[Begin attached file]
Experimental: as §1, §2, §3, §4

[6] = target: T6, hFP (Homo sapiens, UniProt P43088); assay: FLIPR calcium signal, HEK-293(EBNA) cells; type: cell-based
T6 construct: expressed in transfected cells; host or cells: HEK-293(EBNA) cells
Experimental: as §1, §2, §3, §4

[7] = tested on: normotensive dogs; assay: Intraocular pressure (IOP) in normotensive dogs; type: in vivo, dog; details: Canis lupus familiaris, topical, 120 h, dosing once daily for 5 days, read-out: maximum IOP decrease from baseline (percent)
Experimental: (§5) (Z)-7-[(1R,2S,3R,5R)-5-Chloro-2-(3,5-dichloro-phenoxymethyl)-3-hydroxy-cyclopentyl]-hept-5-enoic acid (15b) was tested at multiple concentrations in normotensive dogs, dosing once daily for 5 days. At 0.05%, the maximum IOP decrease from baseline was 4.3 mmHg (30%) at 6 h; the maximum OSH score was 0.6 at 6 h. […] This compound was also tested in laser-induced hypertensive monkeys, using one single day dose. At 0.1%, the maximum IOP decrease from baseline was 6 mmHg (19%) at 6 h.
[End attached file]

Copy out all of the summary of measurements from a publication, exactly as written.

Experimental: as §1, §2, §3, §4

[6] = target: T6, hFP (Homo sapiens, UniProt P43088); assay: FLIPR calcium signal, HEK-293(EBNA) cells; type: cell-based
T6 construct: expressed in transfected cells; host or cells: HEK-293(EBNA) cells
Experimental: as §1, §2, §3, §4

[7] = tested on: normotensive dogs; assay: Intraocular pressure (IOP) in normotensive dogs; type: in vivo, dog; details: Canis lupus familiaris, topical, 120 h, dosing once daily for 5 days, read-out: maximum IOP decrease from baseline (percent)
Experimental: (§5) (Z)-7-[(1R,2S,3R,5R)-5-Chloro-2-(3,5-dichloro-phenoxymethyl)-3-hydroxy-cyclopentyl]-hept-5-enoic acid (15b) was tested at multiple concentrations in normotensive dogs, dosing once daily for 5 days. At 0.05%, the maximum IOP decrease from baseline was 4.3 mmHg (30%) at 6 h; the maximum OSH score was 0.6 at 6 h. […] This compound was also tested in laser-induced hypertensive monkeys, using one single day dose. At 0.1%, the maximum IOP decrease from baseline was 6 mmHg (19%) at 6 h.